Omega-3 derivativesNo. studiesPoint EstimatesLower LimitUpper LimitZ-valueP-valueQ-valuedfp-valueI2Tau2Standard ErrorVarianceBeggEggerDPA 3 0.870 0.514 1.473 −0.517 0.606 0.367 2 0.832 0.000 0.000 0.229 0.052 1.000 0.618 DHA 4 0.896 0.640 1.256 −0.637 0.524 2.289 3 0.515 0.000 0.000 0.102 0.010 1.000 0.342 EPA 4 0.975 0.582 1.634 −0.094 0.925 6.180 3 0.103 41.457 0.141 0.226 0.051 0.308 0.309 (DHA+DPA+EPA)* 0.908 0.708 1.164 −0.760 0.447 8.870 10 0.545 0.000 0.000 0.064 0.004 (DHA+EPA)* 0.919 0.693 1.219 −0.585 0.559 8.482 7 0.292 17.471 0.027 0.081 0.007 Open in a separate window *Generated from total effect estimates from each n-3 PUFA random effect analysis; DPA: docosapentaenoic acid; DHA: docosahexaenoic acid; EPA: eicosapentaenoic acid.
Significant heterogeneity was noted on the analysis of blood level n-3 PUFA DHA and EPA with total prostate cancer risk and high-grade prostate tumours (Table 2.2, Table 4); therefore the validity of the result was questioned. The inter-study variation ranged from 32% to 53%. Source of heterogeneity was identified (Table 2.2) and a nested case-control study34 was removed from the pooled estimate which resulted to reduced heterogeneity and variation (I2).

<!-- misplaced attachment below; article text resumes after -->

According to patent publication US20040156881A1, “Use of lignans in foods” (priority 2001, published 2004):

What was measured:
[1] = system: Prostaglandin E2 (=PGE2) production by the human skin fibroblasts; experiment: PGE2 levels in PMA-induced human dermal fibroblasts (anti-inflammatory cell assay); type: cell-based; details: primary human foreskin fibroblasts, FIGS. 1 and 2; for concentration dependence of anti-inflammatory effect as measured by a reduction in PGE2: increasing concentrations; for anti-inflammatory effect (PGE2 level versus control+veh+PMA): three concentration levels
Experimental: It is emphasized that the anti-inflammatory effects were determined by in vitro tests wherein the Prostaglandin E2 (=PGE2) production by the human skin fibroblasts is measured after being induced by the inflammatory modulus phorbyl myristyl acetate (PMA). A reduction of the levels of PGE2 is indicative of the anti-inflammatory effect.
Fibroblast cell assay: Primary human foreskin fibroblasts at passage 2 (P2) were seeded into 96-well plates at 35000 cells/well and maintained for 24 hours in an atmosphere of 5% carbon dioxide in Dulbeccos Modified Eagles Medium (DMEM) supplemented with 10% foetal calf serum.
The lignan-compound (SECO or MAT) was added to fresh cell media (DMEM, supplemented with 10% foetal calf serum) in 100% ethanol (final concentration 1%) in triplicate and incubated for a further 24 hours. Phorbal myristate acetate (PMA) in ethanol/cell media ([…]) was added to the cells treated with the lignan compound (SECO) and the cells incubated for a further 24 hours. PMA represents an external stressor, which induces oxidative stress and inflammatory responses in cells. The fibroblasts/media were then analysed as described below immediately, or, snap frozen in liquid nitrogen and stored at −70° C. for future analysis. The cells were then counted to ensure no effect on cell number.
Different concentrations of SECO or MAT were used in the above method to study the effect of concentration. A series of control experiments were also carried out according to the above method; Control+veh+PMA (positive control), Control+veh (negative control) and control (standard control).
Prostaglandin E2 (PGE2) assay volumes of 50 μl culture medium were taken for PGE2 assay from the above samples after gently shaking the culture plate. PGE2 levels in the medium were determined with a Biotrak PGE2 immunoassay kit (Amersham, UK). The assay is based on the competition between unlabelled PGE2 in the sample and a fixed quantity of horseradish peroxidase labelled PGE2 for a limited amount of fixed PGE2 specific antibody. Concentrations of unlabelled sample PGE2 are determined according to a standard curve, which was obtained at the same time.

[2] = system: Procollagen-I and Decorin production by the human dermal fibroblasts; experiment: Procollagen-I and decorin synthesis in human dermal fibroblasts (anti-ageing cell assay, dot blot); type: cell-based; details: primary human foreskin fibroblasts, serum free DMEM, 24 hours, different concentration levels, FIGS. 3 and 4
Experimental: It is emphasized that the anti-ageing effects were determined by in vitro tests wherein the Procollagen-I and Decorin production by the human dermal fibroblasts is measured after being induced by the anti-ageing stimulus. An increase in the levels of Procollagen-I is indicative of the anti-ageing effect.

Blood level omega-3 poly-unsaturated fatty acids vs. total prostate risk subgroup analysis model (prospective vs. retrospective)GroupsEffect size and 95% intervalTest of null (2-Tail)Heterogeneity^Tau-squaredPublication bias